BRIAN McGuigan is continuing to represent the Knights as club chairman after a delay in the transitional handover to the Wests Group.
After Wests members endorsed the proposed takeover, an interim joint-ownership process was supposed to kick off on Wednesday this week, by which the Knights would be overseen by Wests Group chief executive Phil Gardner and the NRL’s chief financial officer, Tony Crawford.
But Gardner told the Herald this week that lawyers had not finished drafting up paperwork and the transition will not take place “until next week, at the earliest”.
The two parties will then engage in a due-diligence process that, barring any unforeseen obstacles, will culminate in Wests assuming full ownership on November 1. In the meantime, it is business as usual for the incumbent Knights board and administration, so McGuigan represented the club at a meeting of NRL chairmen on Thursday to discuss next season’s salary cap.
Knights chief executive Matt Gidley attended a similar meeting for NRL CEOs, at which clubs settled on a salary cap of $9.4 million for 2018.
That figure is halfway between the $9.6 million requested by cash-strapped clubs earlier this week, and the $9.2 million sought by those with room to move in their budgets. It includes a base cap of $9.2 million for each club's top 30 players, plus an optional $200,000 allowance for veteran players and development.
The proposed cap is a significant increase on this year's base of $7.1 million, which covers the top 25 players in each squad.
Gidley said the compromise was a common-sense outcome and was hopeful the figure would be accepted next week by the players’ union, the Rugby League Professionals Association.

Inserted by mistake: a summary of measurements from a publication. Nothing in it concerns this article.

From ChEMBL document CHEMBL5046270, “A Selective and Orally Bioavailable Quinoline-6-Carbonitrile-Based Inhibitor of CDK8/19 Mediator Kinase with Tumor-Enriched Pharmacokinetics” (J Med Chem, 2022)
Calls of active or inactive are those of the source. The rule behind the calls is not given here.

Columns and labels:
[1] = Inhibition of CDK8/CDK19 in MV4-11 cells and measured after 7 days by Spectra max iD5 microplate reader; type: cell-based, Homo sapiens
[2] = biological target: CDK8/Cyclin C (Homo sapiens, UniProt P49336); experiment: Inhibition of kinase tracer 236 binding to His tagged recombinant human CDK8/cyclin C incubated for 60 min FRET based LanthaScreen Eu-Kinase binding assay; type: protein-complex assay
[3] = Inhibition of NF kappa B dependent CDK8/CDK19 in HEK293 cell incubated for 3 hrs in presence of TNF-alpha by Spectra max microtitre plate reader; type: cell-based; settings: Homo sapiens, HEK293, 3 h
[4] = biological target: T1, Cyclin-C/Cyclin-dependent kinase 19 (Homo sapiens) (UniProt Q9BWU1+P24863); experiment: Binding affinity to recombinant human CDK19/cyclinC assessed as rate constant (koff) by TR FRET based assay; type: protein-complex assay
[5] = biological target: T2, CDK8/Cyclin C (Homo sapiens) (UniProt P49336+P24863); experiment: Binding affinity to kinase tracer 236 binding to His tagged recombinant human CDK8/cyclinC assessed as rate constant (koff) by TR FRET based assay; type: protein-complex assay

“All the clubs are pretty united, so now the NRL will take the proposal to the RLPA on Monday,” Gidley said.
“So there will be an increase in the cap for next season and there’s still some flexibility for clubs to manage their cap.’’
The Knights were among a number of clubs who would have been content with a $9.2 million. Newcastle still have significant funds available and hope to make a number of signings between now and next season.
Other clubs such as Canterbury and Canberra, who had been hoping for a cap of closer to $10 million, will reportedly have to cull contracted players to comply with next season’s figure.
Gidley said the extra $200,000 proposed “may have some small benefits” for clubs struggling to stay within the cap, but the Knights were still hopeful quality players would become available.
“If there are clubs that are seriously over the cap, they’re obviously going to have to take some drastic steps to become compliant,’’ he said.
NRL chief executive Todd Greenberg said: "This is an important step but we are still in negotiations with the RLPA. Getting the clubs to agree on a package is very important for the game and especially the players."